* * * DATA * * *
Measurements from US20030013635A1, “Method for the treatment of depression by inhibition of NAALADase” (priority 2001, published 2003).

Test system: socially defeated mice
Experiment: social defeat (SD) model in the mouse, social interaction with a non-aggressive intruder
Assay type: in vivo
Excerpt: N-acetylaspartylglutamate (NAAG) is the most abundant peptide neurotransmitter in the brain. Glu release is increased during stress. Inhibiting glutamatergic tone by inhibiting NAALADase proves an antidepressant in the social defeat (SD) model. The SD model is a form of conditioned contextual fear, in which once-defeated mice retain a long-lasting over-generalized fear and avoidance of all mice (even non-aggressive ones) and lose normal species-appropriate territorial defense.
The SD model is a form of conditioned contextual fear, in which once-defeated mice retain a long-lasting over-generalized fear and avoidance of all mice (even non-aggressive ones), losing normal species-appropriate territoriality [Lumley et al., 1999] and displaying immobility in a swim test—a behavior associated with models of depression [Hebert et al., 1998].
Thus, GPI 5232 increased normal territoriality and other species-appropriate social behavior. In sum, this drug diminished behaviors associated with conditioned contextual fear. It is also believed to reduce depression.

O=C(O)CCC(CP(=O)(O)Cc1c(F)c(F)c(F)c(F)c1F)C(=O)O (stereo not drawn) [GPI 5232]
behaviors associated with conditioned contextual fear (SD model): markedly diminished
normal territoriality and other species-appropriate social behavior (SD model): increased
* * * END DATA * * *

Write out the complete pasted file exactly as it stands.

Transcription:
Measurements from US20030013635A1, “Method for the treatment of depression by inhibition of NAALADase” (priority 2001, published 2003).

Test system: socially defeated mice
Experiment: social defeat (SD) model in the mouse, social interaction with a non-aggressive intruder
Assay type: in vivo
Excerpt: N-acetylaspartylglutamate (NAAG) is the most abundant peptide neurotransmitter in the brain. Glu release is increased during stress. Inhibiting glutamatergic tone by inhibiting NAALADase proves an antidepressant in the social defeat (SD) model. The SD model is a form of conditioned contextual fear, in which once-defeated mice retain a long-lasting over-generalized fear and avoidance of all mice (even non-aggressive ones) and lose normal species-appropriate territorial defense.
The SD model is a form of conditioned contextual fear, in which once-defeated mice retain a long-lasting over-generalized fear and avoidance of all mice (even non-aggressive ones), losing normal species-appropriate territoriality [Lumley et al., 1999] and displaying immobility in a swim test—a behavior associated with models of depression [Hebert et al., 1998].
Thus, GPI 5232 increased normal territoriality and other species-appropriate social behavior. In sum, this drug diminished behaviors associated with conditioned contextual fear. It is also believed to reduce depression.

O=C(O)CCC(CP(=O)(O)Cc1c(F)c(F)c(F)c(F)c1F)C(=O)O (stereo not drawn) [GPI 5232]
behaviors associated with conditioned contextual fear (SD model): markedly diminished
normal territoriality and other species-appropriate social behavior (SD model): increased